Taking a different path, Hispanic evangelicals support Obamacare
By: Paige Winfield Cunningham
December 22, 2013 01:07 PM EST
Under the big evangelical tent where tens of millions of Americans worship, Hispanic churches are embracing Obamacare despite the concerns about religious freedom that have tarnished the law for many of their fellow believers.
Pastors have encouraged support since enrollment for health coverage began in October. Their take is that the law’s positives outweigh its negatives, especially for the one in three Hispanics without insurance, the highest uninsured rate of any racial or ethnic group. Many of the uninsured are eligible for major new health benefits plus subsidies to help them afford coverage.
On the eve of the first sign-up deadline Monday, church leaders are still working hard to get out the word about how much the Hispanic community will gain. Some draw parallels between the suffering the law is intended to ameliorate and the church’s core mission.
“Jesus was a healer,” noted Gabriel Salguero, president of the National Latino Evangelical Coalition. “The health care law can be improved, but I think in its present form it does more good than harm to Latinos around the country.”
Given the robust growth of evangelicalism within the nation’s Hispanic population – 13 percent of adults now identify themselves as evangelical – this slice of support could be potent.
Yet embrace of the health law puts Hispanic evangelicals at odds with other evangelicals as well as religious conservatives across denominations. They have opposed Obamacare primarily because of its provision requiring businesses to cover contraceptives in employee health plans, including the morning-after pill.
Unlike the Catholic Church, evangelicals do not oppose contraception per se. But they contend that the mandate violates the individual religious values of many employers – the constitutional issue that in fact will be argued before the Supreme Court next spring.
Although the contraceptive requirement may cause many evangelical Hispanics discomfort, they seem to have made their peace. “Our commitment has always been to strike a balance between religious liberty and individual liberty,” Salguero said.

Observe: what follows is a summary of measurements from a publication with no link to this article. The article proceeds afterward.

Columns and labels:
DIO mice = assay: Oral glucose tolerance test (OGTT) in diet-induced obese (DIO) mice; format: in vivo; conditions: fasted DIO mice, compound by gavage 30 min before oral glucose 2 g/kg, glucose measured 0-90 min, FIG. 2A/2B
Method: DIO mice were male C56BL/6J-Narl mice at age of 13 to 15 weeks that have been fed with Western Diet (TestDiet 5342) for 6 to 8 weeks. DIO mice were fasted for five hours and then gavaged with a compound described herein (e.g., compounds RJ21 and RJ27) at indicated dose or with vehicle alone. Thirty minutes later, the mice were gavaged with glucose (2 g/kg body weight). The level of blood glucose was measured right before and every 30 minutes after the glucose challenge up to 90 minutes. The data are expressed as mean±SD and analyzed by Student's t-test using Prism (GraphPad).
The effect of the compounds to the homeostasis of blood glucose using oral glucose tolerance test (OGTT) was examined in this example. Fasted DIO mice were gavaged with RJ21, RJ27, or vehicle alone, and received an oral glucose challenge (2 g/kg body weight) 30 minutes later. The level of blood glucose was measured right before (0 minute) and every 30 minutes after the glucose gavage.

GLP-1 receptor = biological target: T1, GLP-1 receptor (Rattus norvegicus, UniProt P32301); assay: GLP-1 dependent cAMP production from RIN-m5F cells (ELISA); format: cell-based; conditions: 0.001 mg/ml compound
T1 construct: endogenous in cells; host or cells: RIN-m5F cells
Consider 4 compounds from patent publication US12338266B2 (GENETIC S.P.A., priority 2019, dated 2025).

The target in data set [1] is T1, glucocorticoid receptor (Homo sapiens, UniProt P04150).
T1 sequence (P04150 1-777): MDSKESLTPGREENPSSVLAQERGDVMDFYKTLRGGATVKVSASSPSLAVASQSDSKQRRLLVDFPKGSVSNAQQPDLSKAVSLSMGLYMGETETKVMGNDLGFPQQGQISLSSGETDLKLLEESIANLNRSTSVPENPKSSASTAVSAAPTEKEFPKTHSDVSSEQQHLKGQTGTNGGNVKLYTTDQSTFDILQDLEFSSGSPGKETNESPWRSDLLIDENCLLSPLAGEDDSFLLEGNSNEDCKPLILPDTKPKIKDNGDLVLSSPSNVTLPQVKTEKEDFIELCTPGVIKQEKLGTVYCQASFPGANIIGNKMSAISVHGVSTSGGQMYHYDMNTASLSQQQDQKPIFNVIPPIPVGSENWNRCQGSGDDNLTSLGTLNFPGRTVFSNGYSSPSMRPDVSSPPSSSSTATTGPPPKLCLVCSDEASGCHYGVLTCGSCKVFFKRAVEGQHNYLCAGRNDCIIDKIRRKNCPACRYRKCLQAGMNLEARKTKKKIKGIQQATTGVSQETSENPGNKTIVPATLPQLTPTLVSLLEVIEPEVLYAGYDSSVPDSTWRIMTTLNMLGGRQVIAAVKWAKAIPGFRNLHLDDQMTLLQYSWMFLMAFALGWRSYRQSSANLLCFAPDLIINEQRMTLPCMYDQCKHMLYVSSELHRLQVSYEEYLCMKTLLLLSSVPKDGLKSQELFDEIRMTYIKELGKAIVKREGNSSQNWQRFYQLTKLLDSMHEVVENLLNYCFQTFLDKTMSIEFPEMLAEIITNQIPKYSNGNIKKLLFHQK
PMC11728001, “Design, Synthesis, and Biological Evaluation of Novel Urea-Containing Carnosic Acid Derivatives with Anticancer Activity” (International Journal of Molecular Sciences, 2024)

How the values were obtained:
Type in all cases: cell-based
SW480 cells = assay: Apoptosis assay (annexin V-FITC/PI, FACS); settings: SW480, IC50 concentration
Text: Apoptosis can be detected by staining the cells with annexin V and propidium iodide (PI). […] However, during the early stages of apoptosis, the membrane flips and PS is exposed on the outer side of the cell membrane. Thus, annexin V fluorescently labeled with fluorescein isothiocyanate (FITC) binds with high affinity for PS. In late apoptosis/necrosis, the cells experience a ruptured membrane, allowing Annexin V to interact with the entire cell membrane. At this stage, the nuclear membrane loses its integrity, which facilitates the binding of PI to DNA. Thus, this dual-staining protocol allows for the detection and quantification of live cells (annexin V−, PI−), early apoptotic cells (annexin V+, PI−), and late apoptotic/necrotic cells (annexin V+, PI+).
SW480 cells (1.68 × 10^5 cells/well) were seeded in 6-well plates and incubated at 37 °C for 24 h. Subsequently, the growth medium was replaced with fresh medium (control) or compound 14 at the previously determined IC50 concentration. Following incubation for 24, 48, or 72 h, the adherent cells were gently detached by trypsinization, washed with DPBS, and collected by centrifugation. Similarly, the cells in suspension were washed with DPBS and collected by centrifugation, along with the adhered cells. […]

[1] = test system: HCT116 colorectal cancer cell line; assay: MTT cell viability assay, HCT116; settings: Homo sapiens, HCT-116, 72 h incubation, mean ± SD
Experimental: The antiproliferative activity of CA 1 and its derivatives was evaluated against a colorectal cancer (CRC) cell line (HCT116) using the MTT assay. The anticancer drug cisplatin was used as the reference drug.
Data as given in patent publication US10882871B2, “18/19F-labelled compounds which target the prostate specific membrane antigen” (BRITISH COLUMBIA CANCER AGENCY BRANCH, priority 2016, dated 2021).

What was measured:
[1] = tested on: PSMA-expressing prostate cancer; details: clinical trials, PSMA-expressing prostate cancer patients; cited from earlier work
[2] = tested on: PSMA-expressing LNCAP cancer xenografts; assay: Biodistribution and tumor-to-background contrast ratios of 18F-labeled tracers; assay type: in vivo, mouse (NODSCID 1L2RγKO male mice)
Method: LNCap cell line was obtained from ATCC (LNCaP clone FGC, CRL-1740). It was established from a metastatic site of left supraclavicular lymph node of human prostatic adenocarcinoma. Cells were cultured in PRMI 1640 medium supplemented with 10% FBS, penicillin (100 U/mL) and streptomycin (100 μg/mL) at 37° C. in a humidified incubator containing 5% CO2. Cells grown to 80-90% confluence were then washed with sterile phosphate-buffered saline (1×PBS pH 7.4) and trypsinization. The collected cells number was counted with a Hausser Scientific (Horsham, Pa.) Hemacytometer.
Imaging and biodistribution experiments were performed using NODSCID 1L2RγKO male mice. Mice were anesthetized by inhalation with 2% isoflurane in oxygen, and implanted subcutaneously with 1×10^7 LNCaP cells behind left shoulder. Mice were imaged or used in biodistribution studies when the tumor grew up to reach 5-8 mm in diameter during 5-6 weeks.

In doing so, they’ve aligned with the mainline congregations that have been at the center of most of the Obama administration’s faith outreach. That months-long effort has included online seminars, meetings in churches nationwide, mailings and even special tutorials for missionaries on the specifics of the complex health law.
NLEC, which has about 3,000 member churches, has mounted its own outreach through webinars and pastor trainings and still has events planned in January in Orlando, Las Vegas, Chicago and Puerto Rico. Other programs have been organized at more of a grass-roots level.
The law is “a start,” said Abraham Hernandez, northeast vice president for the National Hispanic Christian Leadership Conference. He believes Obamacare’s expanded benefits will advance a key conference principle. “If Hispanics in the nation can have access to health care, it indeed preserves life. We believe that access to health care is very critical,” he said.
Hernandez, who also serves as associate pastor at Grace Fellowship Church in Connecticut, has long worked for greater health access and other reforms in his state. This fall, a group of religious leaders he helped to mobilize organized dozens of Obamacare question-and-answer sessions in churches. They targeted the major population centers of Hartford, New Haven and Bridgeport, where most Hispanics in Connecticut live.
Rhona Cohen, a local health care advocate, led trainings in about 15 churches around the state on behalf of the group. Churches are a great place to do outreach, she said, because people tend to talk more freely about the law.
“I’ve found that people are willing to be a little more open about their concerns, because these are communities of folks who come together regularly and work together regularly and also have a focus on their own community within the church…so they already are sort of creating a culture of care,” she said.
She’s found that evangelicals express the same principal concern about Obamacare as other Hispanics — namely, whether they’ll be able to afford the coverage offered to them. Rarely does she hear the contraception mandate raised.
“Yes, there are broader theological questions the pastors bring to the conversation, but the laity on the whole are worried about economics,” she said.
Hernandez and other Hispanic evangelical leaders say they have been careful to acknowledge the issue of religious beliefs. But they’ve also stressed the law’s overall benefits. “To know that people who are below the 400 percent poverty level will get help…it’s a significant number,” Hernandez said. “Folks will have a subsidy that can at least help them go see a doctor.”
Salguero said his goal is always to give people a full, accurate picture.
“If we’re doing our job right as pastors in churches, we’re presenting the Affordable Care Act as it is with its strengths and weaknesses and people can make a decision,” he said. “As evangelicals, we need to explain it to the best of our ability.”